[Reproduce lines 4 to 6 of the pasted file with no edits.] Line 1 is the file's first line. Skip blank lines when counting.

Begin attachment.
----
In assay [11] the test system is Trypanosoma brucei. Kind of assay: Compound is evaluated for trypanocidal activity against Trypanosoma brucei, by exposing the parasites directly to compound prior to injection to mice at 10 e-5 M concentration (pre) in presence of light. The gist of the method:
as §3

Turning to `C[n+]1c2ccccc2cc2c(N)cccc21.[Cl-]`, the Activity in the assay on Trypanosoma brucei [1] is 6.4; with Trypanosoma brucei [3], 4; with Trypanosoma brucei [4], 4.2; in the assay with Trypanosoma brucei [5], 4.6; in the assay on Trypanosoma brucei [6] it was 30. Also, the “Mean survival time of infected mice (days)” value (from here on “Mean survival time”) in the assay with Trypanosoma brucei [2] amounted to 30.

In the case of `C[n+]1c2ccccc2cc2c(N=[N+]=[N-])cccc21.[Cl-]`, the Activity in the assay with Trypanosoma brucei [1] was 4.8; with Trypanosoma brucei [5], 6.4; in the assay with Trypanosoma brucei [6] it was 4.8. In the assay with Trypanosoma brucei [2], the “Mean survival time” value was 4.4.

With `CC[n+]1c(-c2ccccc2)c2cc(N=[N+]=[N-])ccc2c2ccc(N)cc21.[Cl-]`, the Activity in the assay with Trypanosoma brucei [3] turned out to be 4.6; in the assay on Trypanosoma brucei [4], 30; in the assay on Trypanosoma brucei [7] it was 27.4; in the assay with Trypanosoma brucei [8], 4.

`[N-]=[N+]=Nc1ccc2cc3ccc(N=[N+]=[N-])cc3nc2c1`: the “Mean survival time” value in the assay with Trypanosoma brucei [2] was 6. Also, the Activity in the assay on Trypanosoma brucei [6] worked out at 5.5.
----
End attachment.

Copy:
In the case of `C[n+]1c2ccccc2cc2c(N=[N+]=[N-])cccc21.[Cl-]`, the Activity in the assay with Trypanosoma brucei [1] was 4.8; with Trypanosoma brucei [5], 6.4; in the assay with Trypanosoma brucei [6] it was 4.8. In the assay with Trypanosoma brucei [2], the “Mean survival time” value was 4.4.

With `CC[n+]1c(-c2ccccc2)c2cc(N=[N+]=[N-])ccc2c2ccc(N)cc21.[Cl-]`, the Activity in the assay with Trypanosoma brucei [3] turned out to be 4.6; in the assay on Trypanosoma brucei [4], 30; in the assay on Trypanosoma brucei [7] it was 27.4; in the assay with Trypanosoma brucei [8], 4.

`[N-]=[N+]=Nc1ccc2cc3ccc(N=[N+]=[N-])cc3nc2c1`: the “Mean survival time” value in the assay with Trypanosoma brucei [2] was 6. Also, the Activity in the assay on Trypanosoma brucei [6] worked out at 5.5.